Red Yeast Rice Extract for Cholesterol Control-Buyer Beware

by on January 18, 2011
in Nutritional Supplements

Millions of people take prescription statins to control their cholesterol levels. Many are dissatisfied with their side effects which can include extreme muscle weakness. Side effects can be so severe that patients seek out alternative treatments.

Some are turning to a natural supplement known as Red Yeast Rice Extract as an alternative to statins. The consumer should however be aware of certain risks associated with this product.

What is Red Yeast Rice Extract?

Red yeast rice has been used in China dating back to 800 AD as a food, coloring agent and medicine. It is simply white rice that has been fermented by red yeast.

The fermentation process produces a class of compounds known as monacolins that are responsible for the cholesterol lowering properties.

Extracts involve concentrating the beneficial compounds in an easy to swallow pill.

How Do I Know How Much Active Ingredient is in My Supplement?

It turns out that you don’t know the level of “statin” in your supplement due to a conflict between the FDA and the supplement companies.

The greatest advance in the herbal supplement industry was what was known as “standardization”.

A standardized extract has been tested for the active ingredients and guaranteed to have those amounts.

It’s like taking an aspirin tablet that we know contains 325 mg of acetylsalicylic acid.

The problem is that the active ingredient in red yeast rice extract is also a patented prescription statin drug marketed as lovastatin.

The FDA has tested some of these products and found them to contain lovastatin and ordered those companies to remove the product.

Therefore the supplement companies can’t claim they have a prescription drug on their shelves and are therefore not standardizing their red yeast rice extracts.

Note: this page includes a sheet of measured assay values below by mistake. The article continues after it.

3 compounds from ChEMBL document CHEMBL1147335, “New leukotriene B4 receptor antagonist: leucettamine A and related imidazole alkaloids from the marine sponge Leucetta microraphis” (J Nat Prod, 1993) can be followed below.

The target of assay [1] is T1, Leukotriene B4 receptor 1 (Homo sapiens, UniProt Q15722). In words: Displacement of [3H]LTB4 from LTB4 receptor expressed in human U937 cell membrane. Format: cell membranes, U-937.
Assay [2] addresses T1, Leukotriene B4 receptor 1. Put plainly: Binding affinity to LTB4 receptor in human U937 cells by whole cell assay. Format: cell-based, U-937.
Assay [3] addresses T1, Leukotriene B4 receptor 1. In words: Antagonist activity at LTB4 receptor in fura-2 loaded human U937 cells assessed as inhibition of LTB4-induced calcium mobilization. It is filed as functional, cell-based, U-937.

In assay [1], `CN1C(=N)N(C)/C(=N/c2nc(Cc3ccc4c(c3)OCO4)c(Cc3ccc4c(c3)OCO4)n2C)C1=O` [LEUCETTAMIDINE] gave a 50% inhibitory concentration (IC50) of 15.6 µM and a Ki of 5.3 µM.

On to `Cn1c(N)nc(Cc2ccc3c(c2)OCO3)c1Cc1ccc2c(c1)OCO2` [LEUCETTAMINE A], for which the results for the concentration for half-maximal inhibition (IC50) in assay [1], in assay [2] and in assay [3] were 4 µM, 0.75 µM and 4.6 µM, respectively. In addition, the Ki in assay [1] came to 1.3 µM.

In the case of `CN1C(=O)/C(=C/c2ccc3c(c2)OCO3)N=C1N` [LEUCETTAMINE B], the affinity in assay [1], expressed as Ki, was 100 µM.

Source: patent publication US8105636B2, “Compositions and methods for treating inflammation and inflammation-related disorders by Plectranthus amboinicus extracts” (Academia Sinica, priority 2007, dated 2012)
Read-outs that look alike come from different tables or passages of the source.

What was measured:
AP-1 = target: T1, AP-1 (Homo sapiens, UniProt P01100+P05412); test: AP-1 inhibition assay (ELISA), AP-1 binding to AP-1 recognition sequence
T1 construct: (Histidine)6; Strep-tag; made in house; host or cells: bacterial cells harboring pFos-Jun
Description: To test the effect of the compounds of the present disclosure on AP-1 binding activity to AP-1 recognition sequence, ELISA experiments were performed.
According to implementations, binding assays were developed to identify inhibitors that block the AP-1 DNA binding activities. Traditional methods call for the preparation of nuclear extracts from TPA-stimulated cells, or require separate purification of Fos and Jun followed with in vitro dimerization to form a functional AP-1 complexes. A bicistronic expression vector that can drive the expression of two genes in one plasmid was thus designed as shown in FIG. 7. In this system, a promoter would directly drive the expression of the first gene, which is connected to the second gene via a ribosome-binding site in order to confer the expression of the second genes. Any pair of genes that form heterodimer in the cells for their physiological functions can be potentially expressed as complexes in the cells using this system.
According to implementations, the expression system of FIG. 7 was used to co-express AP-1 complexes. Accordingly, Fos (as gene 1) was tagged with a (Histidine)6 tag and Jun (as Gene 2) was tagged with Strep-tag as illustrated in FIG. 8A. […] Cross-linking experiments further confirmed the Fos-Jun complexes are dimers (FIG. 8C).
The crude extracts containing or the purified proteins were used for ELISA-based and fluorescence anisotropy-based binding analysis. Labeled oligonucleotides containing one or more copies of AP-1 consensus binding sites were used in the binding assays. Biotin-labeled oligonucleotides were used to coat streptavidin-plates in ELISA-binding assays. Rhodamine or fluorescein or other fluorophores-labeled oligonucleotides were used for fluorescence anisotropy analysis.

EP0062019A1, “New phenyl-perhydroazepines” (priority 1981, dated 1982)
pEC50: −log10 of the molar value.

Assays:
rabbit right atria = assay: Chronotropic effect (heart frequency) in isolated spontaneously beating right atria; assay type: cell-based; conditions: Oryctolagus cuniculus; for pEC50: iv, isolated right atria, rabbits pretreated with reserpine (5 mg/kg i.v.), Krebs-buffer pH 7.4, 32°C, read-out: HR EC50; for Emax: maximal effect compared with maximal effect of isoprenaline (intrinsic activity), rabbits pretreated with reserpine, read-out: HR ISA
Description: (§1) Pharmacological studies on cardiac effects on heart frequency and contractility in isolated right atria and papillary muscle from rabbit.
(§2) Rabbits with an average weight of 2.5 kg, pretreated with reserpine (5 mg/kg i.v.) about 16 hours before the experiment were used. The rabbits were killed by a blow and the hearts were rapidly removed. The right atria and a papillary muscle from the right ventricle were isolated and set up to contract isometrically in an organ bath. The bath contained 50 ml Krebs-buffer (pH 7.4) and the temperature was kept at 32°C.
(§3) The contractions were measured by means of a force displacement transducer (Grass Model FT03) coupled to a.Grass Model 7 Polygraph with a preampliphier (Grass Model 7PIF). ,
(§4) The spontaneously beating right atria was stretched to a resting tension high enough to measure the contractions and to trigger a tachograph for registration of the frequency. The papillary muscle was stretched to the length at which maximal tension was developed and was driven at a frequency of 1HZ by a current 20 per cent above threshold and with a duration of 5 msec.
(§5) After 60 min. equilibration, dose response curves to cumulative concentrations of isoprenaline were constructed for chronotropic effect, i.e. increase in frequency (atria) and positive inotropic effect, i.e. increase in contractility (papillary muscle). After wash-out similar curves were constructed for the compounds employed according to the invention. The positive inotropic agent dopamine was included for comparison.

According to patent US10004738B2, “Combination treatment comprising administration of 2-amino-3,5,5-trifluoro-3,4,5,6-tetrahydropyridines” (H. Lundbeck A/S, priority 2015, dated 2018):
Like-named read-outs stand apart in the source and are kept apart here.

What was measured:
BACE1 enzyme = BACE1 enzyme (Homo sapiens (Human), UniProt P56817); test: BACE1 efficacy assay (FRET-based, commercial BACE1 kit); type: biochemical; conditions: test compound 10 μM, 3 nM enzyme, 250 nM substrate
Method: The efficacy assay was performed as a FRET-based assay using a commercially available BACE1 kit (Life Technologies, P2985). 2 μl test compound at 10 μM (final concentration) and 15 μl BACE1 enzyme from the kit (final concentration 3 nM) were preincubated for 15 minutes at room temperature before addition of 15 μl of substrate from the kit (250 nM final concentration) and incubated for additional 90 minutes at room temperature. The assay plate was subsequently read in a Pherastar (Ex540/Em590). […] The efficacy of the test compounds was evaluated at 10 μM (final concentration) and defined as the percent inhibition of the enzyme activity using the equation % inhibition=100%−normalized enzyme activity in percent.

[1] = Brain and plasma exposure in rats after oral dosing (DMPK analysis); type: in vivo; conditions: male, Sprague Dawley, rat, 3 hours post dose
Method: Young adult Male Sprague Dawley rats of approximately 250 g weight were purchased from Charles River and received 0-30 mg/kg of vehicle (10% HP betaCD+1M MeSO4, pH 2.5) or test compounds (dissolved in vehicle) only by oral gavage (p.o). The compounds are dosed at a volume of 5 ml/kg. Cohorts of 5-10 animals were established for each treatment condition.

This has led to a dangerous situation where the consumer does not know the strength of their product.

Indeed an independent test found the level of monacolins to vary dramatically from product to product and even bottle to bottle by the same manufacturer.

What Are Other Concerns?

Some red yeast rice products have been found to be contaminated with a toxic compound, called citrinin, produced by mold that can occur during the fermentation process.

This toxin can result in kidney failure.

The supplement company NOW Foods claims that their product is produced in a manner that will not result in this toxic compound being produced.

What Are the Side Effects?

The consumer of red yeast rice extract should expect the same side effects as the prescription statins.

These would include extreme muscle weakness and fatigue.

There are reports of these side effects in red yeast rice extract users.

Whether the incidence of lessening of side effects when switching to red yeast rice extract from a prescription statin is due to lack of active ingredient or some other unique quality of the supplement is open to debate.

Studies done with pharmaceutical quality red yeast rice extract would indicate it is effective in lowering the bad cholesterol and elevating the good cholesterol and at levels of lovastatin that would be too low to produce an effect.

This would suggest that other compounds in the red yeast rice extract are working in tandem to have an effect.

Since both the red yeast rice extract and prescription medications interfere with CoQ10 production one should also supplement with CoQ10 when taking red yeast rice extract (see previous post).

Should I Supplement with Red Yeast Rice Extract?

Until the FDA and the supplement industry can resolve their conflict it would seem that taking a non-standardized extract with possible mycotoxin contamination is like playing Russian Roulette.

I would recommend a reputable company like NOW Foods that is controlling for the toxin, citrinin, if one is going to supplement with red yeast rice extract.

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Information published on this site is for informational purposes only and is not to be construed as medical advice. You should first consult with your physician or other health care providers knowledgeable about your medial history prior to taking any supplements or following any suggestions possibly affecting your health from this site.